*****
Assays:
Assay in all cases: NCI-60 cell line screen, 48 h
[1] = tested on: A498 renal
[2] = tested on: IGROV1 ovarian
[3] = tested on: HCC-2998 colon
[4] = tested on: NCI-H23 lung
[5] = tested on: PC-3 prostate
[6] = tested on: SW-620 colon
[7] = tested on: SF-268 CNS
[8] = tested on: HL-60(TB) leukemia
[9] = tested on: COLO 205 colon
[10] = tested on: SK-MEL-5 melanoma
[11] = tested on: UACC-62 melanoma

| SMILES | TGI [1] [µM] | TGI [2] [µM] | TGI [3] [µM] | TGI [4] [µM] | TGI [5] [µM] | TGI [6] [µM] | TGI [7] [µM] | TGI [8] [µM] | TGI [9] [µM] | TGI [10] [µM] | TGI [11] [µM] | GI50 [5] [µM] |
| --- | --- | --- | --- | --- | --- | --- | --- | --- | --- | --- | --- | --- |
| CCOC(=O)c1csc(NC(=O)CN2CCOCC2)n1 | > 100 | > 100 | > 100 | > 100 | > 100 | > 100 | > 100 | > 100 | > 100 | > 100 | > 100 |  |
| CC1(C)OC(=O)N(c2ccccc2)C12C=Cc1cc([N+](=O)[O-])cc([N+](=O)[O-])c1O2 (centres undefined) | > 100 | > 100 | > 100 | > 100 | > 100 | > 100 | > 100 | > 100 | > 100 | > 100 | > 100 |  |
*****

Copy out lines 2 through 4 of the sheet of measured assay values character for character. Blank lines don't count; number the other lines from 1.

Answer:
Assay in all cases: NCI-60 cell line screen, 48 h
[1] = tested on: A498 renal
[2] = tested on: IGROV1 ovarian